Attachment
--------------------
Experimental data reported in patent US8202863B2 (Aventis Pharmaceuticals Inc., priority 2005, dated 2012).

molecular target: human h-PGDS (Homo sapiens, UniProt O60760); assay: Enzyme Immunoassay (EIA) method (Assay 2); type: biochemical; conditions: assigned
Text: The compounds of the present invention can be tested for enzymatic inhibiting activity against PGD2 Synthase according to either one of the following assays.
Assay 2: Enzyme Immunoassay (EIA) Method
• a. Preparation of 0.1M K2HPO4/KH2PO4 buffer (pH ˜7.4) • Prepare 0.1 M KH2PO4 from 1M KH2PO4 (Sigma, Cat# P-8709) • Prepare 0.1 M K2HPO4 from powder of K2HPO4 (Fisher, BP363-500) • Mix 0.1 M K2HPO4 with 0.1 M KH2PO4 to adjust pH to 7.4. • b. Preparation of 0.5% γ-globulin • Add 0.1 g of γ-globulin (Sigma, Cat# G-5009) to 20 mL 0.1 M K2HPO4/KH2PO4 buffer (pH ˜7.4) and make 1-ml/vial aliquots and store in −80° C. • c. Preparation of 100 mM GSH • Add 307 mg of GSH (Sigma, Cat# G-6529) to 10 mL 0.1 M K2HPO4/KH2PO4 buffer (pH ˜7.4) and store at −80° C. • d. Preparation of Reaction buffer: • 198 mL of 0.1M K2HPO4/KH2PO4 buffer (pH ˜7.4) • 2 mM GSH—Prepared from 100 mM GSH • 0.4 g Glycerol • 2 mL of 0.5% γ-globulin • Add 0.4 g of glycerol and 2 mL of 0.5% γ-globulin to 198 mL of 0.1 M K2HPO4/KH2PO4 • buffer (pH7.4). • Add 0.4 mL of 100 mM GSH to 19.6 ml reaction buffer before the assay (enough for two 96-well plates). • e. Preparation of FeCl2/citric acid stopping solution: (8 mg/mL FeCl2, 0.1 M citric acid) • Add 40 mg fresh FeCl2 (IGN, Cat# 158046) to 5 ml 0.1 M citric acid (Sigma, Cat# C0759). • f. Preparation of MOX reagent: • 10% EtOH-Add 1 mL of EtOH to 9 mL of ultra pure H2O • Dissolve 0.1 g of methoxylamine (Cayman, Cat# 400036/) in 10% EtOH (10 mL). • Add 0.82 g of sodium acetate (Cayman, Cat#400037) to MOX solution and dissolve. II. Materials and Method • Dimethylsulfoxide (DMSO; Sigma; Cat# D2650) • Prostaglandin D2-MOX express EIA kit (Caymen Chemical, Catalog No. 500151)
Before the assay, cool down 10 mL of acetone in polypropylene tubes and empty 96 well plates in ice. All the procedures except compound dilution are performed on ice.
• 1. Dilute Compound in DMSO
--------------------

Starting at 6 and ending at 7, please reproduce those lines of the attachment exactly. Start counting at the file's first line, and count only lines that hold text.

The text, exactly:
Before the assay, cool down 10 mL of acetone in polypropylene tubes and empty 96 well plates in ice. All the procedures except compound dilution are performed on ice.
• 1. Dilute Compound in DMSO